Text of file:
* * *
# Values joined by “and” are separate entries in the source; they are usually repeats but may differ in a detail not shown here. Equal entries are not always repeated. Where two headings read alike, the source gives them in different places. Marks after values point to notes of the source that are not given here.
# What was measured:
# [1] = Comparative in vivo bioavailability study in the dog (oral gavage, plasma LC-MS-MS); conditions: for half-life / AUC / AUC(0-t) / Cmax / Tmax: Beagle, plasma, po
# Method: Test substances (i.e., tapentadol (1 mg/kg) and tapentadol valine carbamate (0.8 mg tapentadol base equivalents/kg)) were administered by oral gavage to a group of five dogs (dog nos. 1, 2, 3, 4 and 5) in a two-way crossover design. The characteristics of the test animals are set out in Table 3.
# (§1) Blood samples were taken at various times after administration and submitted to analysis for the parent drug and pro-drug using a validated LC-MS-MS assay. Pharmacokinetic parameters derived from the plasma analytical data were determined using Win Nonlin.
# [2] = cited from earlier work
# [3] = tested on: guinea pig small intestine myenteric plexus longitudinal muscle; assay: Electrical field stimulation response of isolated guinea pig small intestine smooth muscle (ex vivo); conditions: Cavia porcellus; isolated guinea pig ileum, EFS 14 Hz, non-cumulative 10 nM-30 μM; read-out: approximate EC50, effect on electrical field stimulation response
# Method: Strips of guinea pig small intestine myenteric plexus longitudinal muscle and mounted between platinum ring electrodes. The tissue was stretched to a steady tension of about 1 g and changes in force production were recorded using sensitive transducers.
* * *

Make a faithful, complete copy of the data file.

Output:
# Values joined by “and” are separate entries in the source; they are usually repeats but may differ in a detail not shown here. Equal entries are not always repeated. Where two headings read alike, the source gives them in different places. Marks after values point to notes of the source that are not given here.
# What was measured:
# [1] = Comparative in vivo bioavailability study in the dog (oral gavage, plasma LC-MS-MS); conditions: for half-life / AUC / AUC(0-t) / Cmax / Tmax: Beagle, plasma, po
# Method: Test substances (i.e., tapentadol (1 mg/kg) and tapentadol valine carbamate (0.8 mg tapentadol base equivalents/kg)) were administered by oral gavage to a group of five dogs (dog nos. 1, 2, 3, 4 and 5) in a two-way crossover design. The characteristics of the test animals are set out in Table 3.
# (§1) Blood samples were taken at various times after administration and submitted to analysis for the parent drug and pro-drug using a validated LC-MS-MS assay. Pharmacokinetic parameters derived from the plasma analytical data were determined using Win Nonlin.
# [2] = cited from earlier work
# [3] = tested on: guinea pig small intestine myenteric plexus longitudinal muscle; assay: Electrical field stimulation response of isolated guinea pig small intestine smooth muscle (ex vivo); conditions: Cavia porcellus; isolated guinea pig ileum, EFS 14 Hz, non-cumulative 10 nM-30 μM; read-out: approximate EC50, effect on electrical field stimulation response
# Method: Strips of guinea pig small intestine myenteric plexus longitudinal muscle and mounted between platinum ring electrodes. The tissue was stretched to a steady tension of about 1 g and changes in force production were recorded using sensitive transducers.